DENVER (KDVR) — Colorado’s schools are about on par with states of equal size in terms of declining enrollment, and have the same idea to solve it – hope the state legislature keeps the tap running.
The COVID-19 pandemic has all but destroyed the academic environment from preschool through graduate school. U.S. Centers for Disease Control and Prevention guidance and state governors have insisted in the last month that schools should open back up to in-person learning as soon as possible.
Colorado’s K-12 public schools closed by state decree last academic year and have had a patchwork of online, hybrid and in-person learning rules since then, depending on the district. Parents have responded by pulling children from public schools.
Enrollment numbers from the Colorado Department of Education show frustrations. Colorado has 3.3% fewer students enrolled in public schools for the 2020-21 academic year than for the year before. This is the first time enrollment number have gone down in over 20 years.
Of nearly 200 districts, all but two dozen charted enrollment losses.
Younger students are pulled out in much higher numbers. Preschool enrollment was down 23.3% and kindergarten down 9.1%, while schools added 1.84% to high school senior ranks.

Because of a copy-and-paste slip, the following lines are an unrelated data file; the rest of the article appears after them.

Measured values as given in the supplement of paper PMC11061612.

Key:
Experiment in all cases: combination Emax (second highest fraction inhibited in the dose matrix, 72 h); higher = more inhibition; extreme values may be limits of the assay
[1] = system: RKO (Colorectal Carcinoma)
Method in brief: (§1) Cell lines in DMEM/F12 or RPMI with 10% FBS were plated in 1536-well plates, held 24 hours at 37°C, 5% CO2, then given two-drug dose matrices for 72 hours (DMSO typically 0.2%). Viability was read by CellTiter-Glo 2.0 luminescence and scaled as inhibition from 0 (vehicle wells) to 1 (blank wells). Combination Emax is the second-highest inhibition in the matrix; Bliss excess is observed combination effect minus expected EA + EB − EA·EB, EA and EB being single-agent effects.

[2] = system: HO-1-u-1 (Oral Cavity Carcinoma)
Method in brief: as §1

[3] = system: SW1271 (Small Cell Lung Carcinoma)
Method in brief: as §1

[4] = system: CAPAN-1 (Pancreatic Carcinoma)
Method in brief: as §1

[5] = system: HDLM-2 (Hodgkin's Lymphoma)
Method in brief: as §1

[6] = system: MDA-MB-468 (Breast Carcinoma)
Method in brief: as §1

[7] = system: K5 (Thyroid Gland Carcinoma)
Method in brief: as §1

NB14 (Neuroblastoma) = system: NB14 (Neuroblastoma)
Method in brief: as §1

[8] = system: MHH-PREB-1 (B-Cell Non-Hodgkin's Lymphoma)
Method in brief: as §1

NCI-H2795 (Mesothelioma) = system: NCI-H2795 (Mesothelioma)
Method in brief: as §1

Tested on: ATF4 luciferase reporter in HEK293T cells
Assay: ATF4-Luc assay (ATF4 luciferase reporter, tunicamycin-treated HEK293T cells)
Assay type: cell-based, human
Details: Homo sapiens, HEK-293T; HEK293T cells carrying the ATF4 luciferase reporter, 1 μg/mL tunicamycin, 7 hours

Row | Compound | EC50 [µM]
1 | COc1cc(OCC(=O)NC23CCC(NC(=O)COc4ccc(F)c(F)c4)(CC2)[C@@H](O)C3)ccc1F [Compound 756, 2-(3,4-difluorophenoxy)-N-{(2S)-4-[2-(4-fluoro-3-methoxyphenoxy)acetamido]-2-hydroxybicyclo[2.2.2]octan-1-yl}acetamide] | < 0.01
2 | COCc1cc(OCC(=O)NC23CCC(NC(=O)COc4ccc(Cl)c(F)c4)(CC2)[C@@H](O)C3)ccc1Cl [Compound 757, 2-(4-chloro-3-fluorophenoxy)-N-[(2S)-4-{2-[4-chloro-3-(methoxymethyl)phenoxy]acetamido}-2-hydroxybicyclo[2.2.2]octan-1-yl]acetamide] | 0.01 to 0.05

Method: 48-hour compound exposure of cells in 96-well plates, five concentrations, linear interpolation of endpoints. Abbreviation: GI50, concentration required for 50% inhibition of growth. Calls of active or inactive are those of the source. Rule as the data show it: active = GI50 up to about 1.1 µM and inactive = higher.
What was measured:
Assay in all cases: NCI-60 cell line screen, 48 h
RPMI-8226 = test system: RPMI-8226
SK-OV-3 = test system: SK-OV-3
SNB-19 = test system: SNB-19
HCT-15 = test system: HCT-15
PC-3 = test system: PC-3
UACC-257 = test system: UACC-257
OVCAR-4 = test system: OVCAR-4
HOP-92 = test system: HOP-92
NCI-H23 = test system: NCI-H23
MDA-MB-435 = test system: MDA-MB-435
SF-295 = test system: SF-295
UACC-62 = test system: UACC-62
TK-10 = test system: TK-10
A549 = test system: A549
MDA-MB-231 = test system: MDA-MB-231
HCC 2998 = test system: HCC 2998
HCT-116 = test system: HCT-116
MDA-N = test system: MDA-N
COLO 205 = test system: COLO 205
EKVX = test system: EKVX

Most states are experiencing similar situations, including the concentrations of preschool and kindergartener unenrollment Gov. Jared Polis and other state leaders have insisted should open to in-person learning more quickly than other school ages.
There is no national compilation of all 50 states’ enrollment data. KDVR’s data was taken from independent studies, state and local studies and media reports.
Colorado’s 3.3% enrollment drop puts it mid-pack among the states with readily available data. The two dozen states analyzed had an average 3.7% fewer students enroll this year than last.
Few political or regional patterns emerge. Neither red nor blue states are represented more or less highly, nor regionally, nor by population. Colorado’s mountain neighbor Montana had a smaller enrollment gap, while Idaho had a larger. Deep red Mississippi had a larger enrollment gap and deep blue Hawaii a smaller one.
Colorado’s state funding model awards money to districts on a per-student basis. Colorado spends less than the national average on students, but is already on a tight budget packed with economic aid carveouts for the state’s coronavirus-bitten economy.
Other states’ teachers unions and school districts have successfully asked their state legislatures to allocate education funding based on the 2019-20 enrollment numbers.
Other have passed measures that smooth budget gaps. Wisconsin, which saw enrollment drop 3% in its public schools in the 2020-21 school year, also passed a measure that increased property taxes earmarked for public schools by 3.3%.